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Home on the DIY range

Oil Rugs in Themescapes, an installation by Paul Coors, Jamie Dillon and Nick Paparone

Romantic notions of the American landscape, American optimism, suburbia and relentless home decoration meet in a sometimes hilarious installation by Paul Coors, Jamie Dillon and Nick Paparone at 222 Gallery in Old City.

The installation, Themescapes, includes wallpaper that looks like siding, fabric that looks like bricks and cardboard fashioned into faux wood house framing. But where the work takes off is where it no longer looks quite like anything it’s imitating.

The oil rugs, which suggest a fabulous griminess, are shaped like puddles with subtle oily rainbows applied on the black surface. Sited as they are in front of a real garage entry, they raise issues of what is worthy of our notice and our reproduction of it into a work of art. They also bring to mind Paparone’s own Faux Show “Raccoon Rug,” made with many of the same thoughts.

the cactus fountain in front of the siding wallpaper, paint drips and all

I was crazy about the cactus fountain. Made of PVC pipes, painted (auto paint?) a shimmery green, the cactus dribbles water out of its top hole. The whole notion of a cactus as a fountain is so wrong-headed it’s priceless. Situated in a galvanized tin bucket pond with pennies lining the bottom, it is a sort of DIY zen water feature.

detail of the dribbling cactus fountain

Behind it is a wall of screenprinted-on-wallpaper aluminum siding, and beyond it is a wall-sized image of some California dreaming, a stereotypical setting-sun photo. The concrete floor, which is the real floor of the gallery, also works as a concrete entryway, making the fountain a hope-laden attempt to transform a concrete patio into a garden. I love paving nature and then evoking it according to our fantasies, which is certainly something we do. Too funny.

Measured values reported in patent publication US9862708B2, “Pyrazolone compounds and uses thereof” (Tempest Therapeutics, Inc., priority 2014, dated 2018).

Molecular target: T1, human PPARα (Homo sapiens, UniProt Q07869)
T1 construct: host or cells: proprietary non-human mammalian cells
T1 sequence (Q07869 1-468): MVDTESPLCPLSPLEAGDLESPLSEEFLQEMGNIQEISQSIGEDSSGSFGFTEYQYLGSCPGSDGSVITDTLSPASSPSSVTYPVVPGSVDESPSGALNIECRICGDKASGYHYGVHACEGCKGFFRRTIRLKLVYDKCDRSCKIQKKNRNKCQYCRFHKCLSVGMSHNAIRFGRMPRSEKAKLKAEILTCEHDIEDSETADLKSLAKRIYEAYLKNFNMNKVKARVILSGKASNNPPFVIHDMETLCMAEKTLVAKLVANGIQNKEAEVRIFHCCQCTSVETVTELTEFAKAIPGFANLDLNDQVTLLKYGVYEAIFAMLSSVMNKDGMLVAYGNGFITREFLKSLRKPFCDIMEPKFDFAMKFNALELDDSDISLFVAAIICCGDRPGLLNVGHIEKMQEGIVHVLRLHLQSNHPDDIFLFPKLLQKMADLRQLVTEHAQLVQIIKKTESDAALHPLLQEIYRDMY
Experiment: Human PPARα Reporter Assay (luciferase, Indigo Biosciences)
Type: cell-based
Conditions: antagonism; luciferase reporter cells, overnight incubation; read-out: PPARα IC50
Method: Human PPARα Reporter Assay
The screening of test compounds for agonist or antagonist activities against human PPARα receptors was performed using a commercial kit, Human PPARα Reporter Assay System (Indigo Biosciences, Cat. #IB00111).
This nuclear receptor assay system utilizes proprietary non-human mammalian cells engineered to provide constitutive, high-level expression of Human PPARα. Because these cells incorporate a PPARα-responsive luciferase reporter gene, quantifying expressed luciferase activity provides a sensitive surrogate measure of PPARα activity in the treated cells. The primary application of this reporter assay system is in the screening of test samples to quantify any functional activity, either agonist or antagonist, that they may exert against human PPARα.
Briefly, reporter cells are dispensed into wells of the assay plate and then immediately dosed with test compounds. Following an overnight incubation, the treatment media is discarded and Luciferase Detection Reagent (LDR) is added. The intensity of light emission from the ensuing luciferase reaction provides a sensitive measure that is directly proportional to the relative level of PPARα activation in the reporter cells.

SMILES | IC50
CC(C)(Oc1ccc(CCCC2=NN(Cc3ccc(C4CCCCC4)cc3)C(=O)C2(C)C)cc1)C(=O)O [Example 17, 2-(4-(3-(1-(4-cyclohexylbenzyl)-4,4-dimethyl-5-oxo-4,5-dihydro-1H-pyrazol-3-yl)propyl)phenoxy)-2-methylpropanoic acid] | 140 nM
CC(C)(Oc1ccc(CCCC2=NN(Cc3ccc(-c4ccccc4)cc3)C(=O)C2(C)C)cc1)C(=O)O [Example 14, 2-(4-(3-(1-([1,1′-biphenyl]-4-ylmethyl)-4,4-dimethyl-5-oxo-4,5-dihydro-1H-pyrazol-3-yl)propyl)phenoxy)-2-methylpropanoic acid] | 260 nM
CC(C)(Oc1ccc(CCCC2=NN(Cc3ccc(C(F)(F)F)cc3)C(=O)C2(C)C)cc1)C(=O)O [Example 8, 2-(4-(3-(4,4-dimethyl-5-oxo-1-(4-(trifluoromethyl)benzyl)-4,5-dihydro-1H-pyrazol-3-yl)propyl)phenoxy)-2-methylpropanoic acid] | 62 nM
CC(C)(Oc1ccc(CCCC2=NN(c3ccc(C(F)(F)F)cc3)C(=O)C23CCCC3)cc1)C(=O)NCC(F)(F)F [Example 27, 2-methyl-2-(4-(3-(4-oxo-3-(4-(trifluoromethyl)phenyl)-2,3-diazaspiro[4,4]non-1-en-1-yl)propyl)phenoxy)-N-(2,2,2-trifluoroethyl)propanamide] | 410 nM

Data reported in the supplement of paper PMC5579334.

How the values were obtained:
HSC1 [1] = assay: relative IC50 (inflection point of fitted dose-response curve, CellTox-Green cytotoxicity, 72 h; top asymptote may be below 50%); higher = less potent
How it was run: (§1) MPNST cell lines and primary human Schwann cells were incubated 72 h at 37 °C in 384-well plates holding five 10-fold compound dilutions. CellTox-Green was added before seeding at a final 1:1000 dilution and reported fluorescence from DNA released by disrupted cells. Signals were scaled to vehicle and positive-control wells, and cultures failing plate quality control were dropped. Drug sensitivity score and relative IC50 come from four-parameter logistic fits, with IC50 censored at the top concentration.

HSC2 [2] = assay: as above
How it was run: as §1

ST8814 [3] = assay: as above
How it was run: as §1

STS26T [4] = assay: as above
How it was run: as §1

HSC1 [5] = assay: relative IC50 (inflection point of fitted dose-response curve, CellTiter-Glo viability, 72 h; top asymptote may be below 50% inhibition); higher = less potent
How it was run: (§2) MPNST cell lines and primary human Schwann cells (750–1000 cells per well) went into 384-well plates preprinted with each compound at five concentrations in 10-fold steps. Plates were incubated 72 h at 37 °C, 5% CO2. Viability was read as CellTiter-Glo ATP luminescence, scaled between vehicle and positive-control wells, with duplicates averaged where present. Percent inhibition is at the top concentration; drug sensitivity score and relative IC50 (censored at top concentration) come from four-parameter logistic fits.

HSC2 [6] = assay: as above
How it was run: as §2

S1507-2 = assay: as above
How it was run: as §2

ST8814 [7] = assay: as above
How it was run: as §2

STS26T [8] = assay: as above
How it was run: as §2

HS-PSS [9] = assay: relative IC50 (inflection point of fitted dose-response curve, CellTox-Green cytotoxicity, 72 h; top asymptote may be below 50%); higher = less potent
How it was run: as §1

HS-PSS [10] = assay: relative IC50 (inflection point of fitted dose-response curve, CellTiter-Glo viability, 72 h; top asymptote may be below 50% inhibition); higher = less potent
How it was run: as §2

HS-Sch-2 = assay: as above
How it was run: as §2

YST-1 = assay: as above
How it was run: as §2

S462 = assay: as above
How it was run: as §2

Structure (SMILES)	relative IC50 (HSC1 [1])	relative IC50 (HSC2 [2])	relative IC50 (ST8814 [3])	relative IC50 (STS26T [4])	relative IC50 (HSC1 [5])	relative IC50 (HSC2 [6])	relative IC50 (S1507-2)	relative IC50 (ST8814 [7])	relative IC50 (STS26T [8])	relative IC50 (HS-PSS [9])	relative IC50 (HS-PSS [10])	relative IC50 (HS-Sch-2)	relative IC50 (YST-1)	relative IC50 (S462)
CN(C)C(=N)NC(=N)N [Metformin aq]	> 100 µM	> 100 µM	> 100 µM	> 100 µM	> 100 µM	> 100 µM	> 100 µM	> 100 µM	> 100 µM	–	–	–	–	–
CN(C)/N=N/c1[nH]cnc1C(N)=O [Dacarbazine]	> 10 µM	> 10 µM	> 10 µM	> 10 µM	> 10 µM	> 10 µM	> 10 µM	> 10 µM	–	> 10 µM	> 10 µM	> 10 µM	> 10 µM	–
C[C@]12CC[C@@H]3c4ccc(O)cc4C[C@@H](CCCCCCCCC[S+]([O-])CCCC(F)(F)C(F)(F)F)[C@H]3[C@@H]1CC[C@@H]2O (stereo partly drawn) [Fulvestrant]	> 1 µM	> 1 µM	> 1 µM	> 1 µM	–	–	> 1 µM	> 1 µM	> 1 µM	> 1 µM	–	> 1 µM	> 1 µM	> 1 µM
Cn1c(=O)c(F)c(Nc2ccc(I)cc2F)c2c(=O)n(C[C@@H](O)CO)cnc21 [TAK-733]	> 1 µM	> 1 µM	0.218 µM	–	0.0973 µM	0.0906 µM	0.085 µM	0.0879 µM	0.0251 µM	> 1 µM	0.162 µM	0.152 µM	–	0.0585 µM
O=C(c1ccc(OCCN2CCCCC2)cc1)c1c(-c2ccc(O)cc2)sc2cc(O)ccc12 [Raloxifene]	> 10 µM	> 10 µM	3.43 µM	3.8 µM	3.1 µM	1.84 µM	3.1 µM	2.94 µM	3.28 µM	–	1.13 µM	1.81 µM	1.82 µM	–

the decorative light-switch plate

My other favorite piece in this installation is the out-of-control light-switch plate. That anyone should care so much about a switch plate has always puzzled me, just like people go crazy about the knobs on their kitchen cabinets. So this homely-looking, clay gray monstrosity decorated with a snake, a bug, a fence and other outdoor phenomena in the den/livingroom or whatever that room, with the grow-light sofa, tickled me.

I was also charmed by the boyish choices. This switch plate bears little resemblance to the flowery decorative ones at the hardware store or the color-laden ones sold at crafts sales. It’s a cooked up thing that talks to the notion of a male space, a den fantasy.

the grow-light sofa

Of the grow-light sofa, all I could think was it may be a lawn growing under the cushions but really, shouldn’t this have been a little marijuana farm? Well, we don’t want our artists arrested for something like this, and the lawn indoors with the concrete outdoors seemed pretty funny to me. We’ve all been at the tanning salon too long, trying to look naturally outdoorsy, and we’ve done the same thing to our skin that we used to do to just our homes.

I also had to laugh at the resemblance of the sofa to Nari Ward’s Glory, the coffin tanning bed at the Whitney Biennial.

I also liked lighting up what grows under the cushions in all our sofas.

Other features of the installation worth noting include poster exhortations to live right and think positively–silkscreened takes on sampler homilies–and a painting of a Do-It-Yourself-er’s peg board.

All that misguided optimism and home improvement gets a good poke in the ribs in Themescapes.

By the way, Paparone and artist Tim Gough, formerly a Space 1026-er, have started a business Art in the Age of Mechanical Reproduction, with a little help from Gyro running the company. It sells screen-printed t-shirts and such designed by artists (Coors and Dillon are among the participating artists).

For my Flick set of photos of the installation, go here.